Love, in this passage, is about making a choice regardless of the other persons actions or behaviors. It’s not the heart palpitating, moony-eyed love that we feel when we first are attracted to someone in a dating scenario. It’s not love that is caused by a DNA connection in a family. It’s a choice we make to be like Jesus and love those around us regardless of their actions or behaviors. I don’t know about you, but this kind of love is really challenging sometimes for me. And yet, it’s the kind of love Jesus has shown us and that He expects us to show others. It isn’t based on merit, it’s based on choice. The catch is, we are directed in this passage to make that choice for everyone around us.
Do you have people in your life, or personality styles, that you find really hard to love?
John starts this passage off by telling us what love is not. Love is not what Cain showed us when he was vengeful against his brother, Abel, and killed him. Then John goes one step further, which Jesus did also, and tells us that if we even hate someone, we have followed Cain in murder. And as if that isn’t strong enough, he goes even one step further and says that eternal life doesn’t reside in someone who is a murderer. Yikes! Now, before you start to think that you’re safe because you’ve never actually hated anyone, let me tell you what that word means in the original text: to esteem less. If you have ever thought less of someone, you have made a choice to not love them because the love of God places no judgment on anyone, therefore everyone is equally esteemed, no one less. I dare say we have all thought less of someone and in that thought, have not loved them as Jesus has loved us, unconditionally.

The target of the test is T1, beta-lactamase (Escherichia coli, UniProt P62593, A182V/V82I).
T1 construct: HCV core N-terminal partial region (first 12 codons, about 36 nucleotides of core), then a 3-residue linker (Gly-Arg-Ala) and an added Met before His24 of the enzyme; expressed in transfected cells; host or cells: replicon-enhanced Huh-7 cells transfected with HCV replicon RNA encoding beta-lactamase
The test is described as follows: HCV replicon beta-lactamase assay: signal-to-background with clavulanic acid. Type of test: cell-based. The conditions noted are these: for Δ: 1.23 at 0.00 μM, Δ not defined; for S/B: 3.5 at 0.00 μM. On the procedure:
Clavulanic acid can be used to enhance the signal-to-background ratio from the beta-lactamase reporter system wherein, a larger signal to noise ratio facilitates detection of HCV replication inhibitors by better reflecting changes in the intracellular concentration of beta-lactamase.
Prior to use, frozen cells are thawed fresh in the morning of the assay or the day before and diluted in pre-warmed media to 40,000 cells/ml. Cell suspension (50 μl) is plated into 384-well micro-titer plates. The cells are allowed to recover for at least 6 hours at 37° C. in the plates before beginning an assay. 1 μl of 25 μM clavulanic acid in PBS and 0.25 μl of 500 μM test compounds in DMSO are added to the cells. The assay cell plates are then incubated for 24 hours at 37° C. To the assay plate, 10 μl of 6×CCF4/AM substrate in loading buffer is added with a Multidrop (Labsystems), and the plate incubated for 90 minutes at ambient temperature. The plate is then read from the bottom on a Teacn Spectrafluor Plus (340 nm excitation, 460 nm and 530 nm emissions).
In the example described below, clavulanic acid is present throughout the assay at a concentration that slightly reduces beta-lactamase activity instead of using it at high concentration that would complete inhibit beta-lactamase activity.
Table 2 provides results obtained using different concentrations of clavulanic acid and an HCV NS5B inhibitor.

John then goes on to give us some examples of how we are to love the people in our lives in verses 16-18. We are to be willing to lay our lives down and to lay our needs down. Both of these actions are sacrificial and isn’t that just exactly the example Jesus showed us when He sacrificed His place in heaven to come to earth, and then sacrificed His life on earth so that we would have a place in heaven. By His actions, He showed us how to love people who spit on Him, called Him names, beat Him and betrayed Him…He made the choice to die so that they, and we, might live.
What are your actions saying to the people in your life? Are you loving in deed and truth?
I so appreciate how John reassures us as he wraps up this set of verses because I don’t know how you think, but I over-think. I read verses like these and I start to replay all of my conversations and interactions, directing them to see if I treated anyone less than I should and therefore, didn’t love them well. I can send my brain into a tailspin in seconds! John reminds us that God knows our hearts better than we do and He will use our hearts to inform our minds. “God is greater than our heart, and He knows everything;” (v20). This is where I stop and pray, asking God to show me if I need to make changes or make amends or, if I’m handling interactions well. My heart will guide me, if I need to make a correction. If my heart does not send me a corrective action message, I can continue on boldly before God. All of my requests end in yes and amen when I follow God’s desire for loving those around me.
We end this section with a reminder that we are commanded two primary actions: believe in Jesus and love one another, just as Jesus Himself commanded. If we will allow ourselves to be ruled by God fully, we can truly live a life of love for all people. One where we treat everyone equally and show love, grace and mercy that is never based on merit and always based simply on existence. When we love like we are commanded and empowered to love, we bring heaven to earth. This love, God’s love, is the only love that has the power to change lives. In all situations, we have the ability to choose this love and I pray that we do. The enemy is taken out completely by this love. The world needs this love.